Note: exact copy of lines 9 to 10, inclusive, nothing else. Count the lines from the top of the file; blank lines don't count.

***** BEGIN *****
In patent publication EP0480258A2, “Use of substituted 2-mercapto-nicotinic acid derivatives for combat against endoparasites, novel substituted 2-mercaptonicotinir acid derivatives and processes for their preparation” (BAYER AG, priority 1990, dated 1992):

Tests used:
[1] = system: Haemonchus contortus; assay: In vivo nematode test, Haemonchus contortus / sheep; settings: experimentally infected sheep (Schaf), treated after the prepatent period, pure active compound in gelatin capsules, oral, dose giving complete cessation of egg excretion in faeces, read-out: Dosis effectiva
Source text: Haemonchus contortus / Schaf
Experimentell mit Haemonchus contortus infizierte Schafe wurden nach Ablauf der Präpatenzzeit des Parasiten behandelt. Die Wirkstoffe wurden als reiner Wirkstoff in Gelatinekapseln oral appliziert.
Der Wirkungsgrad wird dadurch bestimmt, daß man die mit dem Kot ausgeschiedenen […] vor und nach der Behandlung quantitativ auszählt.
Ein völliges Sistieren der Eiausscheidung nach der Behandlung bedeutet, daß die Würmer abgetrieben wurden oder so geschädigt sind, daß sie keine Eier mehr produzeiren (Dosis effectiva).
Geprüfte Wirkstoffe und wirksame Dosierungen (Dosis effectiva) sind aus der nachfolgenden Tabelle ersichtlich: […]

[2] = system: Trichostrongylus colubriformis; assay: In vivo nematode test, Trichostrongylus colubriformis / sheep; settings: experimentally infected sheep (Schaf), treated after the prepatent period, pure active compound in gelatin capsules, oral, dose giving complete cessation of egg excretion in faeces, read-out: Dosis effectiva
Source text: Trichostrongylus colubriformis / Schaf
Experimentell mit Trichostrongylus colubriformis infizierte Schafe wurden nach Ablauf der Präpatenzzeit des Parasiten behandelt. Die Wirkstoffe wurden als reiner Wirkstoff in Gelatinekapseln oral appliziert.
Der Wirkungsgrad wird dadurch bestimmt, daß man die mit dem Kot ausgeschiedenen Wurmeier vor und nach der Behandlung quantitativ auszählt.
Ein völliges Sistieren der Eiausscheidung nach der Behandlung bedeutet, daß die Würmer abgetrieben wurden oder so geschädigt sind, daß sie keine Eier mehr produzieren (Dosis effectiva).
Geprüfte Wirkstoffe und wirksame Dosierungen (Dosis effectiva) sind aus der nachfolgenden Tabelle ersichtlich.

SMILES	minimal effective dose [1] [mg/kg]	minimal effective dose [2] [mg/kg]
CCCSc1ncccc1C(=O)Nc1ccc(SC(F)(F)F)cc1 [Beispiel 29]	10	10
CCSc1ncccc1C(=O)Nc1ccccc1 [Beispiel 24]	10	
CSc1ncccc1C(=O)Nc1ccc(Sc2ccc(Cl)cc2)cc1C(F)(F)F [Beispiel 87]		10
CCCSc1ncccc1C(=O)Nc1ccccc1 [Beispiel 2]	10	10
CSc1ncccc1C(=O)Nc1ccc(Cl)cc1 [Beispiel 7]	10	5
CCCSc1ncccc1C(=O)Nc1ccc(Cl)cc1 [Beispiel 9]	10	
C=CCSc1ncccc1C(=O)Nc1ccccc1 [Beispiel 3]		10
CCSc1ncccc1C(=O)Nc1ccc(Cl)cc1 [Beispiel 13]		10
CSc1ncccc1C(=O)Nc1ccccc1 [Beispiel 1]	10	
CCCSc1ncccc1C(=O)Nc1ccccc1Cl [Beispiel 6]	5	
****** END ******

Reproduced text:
[2] = system: Trichostrongylus colubriformis; assay: In vivo nematode test, Trichostrongylus colubriformis / sheep; settings: experimentally infected sheep (Schaf), treated after the prepatent period, pure active compound in gelatin capsules, oral, dose giving complete cessation of egg excretion in faeces, read-out: Dosis effectiva
Source text: Trichostrongylus colubriformis / Schaf